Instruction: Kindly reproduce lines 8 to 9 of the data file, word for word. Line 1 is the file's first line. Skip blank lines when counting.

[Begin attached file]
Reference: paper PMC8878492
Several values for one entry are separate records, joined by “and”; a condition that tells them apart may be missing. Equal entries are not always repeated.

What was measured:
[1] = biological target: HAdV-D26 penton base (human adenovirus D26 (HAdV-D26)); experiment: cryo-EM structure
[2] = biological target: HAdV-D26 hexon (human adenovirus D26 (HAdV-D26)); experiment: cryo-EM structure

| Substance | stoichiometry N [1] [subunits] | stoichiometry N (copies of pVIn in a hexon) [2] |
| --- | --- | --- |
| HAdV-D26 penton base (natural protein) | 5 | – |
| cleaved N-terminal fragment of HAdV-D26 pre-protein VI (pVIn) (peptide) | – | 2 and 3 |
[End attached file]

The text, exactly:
| HAdV-D26 penton base (natural protein) | 5 | – |
| cleaved N-terminal fragment of HAdV-D26 pre-protein VI (pVIn) (peptide) | – | 2 and 3 |